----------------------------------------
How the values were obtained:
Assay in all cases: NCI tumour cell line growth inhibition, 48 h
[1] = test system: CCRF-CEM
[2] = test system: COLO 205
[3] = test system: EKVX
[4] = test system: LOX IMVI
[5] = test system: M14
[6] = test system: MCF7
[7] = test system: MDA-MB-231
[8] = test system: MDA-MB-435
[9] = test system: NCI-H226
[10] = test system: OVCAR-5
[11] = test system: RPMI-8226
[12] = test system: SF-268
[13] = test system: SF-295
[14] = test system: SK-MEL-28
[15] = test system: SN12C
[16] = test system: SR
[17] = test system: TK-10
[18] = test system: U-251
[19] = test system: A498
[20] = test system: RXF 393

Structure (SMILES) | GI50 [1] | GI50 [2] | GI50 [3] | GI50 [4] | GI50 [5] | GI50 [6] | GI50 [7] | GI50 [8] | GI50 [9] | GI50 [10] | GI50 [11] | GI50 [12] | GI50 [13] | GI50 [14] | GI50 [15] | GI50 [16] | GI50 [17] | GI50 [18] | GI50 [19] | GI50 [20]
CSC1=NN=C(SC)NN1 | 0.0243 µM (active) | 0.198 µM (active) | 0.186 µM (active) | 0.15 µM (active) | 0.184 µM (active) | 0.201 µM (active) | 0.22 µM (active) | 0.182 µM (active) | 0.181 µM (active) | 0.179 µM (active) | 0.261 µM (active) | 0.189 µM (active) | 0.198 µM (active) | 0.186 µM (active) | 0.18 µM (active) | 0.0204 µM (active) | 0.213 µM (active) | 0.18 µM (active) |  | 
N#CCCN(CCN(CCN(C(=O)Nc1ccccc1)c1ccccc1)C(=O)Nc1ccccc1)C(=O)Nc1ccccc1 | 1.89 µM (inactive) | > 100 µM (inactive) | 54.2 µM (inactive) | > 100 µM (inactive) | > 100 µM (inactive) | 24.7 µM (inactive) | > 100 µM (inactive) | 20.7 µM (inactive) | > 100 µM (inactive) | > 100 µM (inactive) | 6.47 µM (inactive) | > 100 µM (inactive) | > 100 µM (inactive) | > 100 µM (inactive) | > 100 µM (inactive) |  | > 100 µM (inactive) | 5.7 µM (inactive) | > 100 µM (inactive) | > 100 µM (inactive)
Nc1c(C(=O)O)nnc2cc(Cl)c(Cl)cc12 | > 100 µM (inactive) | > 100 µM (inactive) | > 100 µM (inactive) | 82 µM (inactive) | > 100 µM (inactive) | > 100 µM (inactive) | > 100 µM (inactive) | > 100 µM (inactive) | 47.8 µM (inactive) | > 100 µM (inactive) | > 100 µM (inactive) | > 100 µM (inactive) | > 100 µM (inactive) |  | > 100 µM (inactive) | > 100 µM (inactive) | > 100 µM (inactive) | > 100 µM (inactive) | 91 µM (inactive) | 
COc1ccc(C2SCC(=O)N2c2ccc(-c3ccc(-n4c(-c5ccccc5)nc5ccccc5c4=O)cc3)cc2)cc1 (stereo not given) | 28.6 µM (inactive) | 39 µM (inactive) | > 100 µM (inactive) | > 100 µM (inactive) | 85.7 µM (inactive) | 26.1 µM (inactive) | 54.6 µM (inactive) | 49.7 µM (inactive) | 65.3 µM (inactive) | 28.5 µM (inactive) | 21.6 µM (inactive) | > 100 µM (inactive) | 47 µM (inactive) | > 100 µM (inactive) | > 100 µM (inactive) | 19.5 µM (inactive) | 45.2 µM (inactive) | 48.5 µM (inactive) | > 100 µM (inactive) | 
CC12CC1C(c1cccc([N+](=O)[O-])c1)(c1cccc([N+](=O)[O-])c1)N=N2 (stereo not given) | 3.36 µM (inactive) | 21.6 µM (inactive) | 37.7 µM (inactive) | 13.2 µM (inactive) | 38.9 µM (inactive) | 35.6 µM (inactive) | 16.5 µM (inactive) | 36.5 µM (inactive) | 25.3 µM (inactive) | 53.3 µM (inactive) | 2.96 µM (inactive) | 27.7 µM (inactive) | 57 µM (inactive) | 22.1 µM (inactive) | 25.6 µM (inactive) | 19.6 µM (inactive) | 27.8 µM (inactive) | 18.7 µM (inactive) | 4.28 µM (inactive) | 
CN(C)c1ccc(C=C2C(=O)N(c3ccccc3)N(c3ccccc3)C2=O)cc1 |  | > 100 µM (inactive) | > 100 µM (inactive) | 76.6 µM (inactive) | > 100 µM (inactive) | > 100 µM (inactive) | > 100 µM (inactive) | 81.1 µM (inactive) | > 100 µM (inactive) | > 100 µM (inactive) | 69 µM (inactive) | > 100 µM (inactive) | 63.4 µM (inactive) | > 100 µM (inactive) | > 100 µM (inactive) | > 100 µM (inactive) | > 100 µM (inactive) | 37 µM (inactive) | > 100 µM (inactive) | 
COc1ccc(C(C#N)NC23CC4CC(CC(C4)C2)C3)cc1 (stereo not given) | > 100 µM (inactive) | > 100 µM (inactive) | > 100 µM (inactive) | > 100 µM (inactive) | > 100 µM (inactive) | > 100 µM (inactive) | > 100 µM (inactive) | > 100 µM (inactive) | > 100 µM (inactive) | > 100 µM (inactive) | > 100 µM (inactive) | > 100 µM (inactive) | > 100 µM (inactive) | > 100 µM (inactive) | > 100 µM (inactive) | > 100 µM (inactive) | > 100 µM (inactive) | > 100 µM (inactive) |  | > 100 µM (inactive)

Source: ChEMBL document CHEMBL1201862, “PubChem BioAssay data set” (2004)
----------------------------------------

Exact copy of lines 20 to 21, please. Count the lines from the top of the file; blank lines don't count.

[18] = test system: U-251
[19] = test system: A498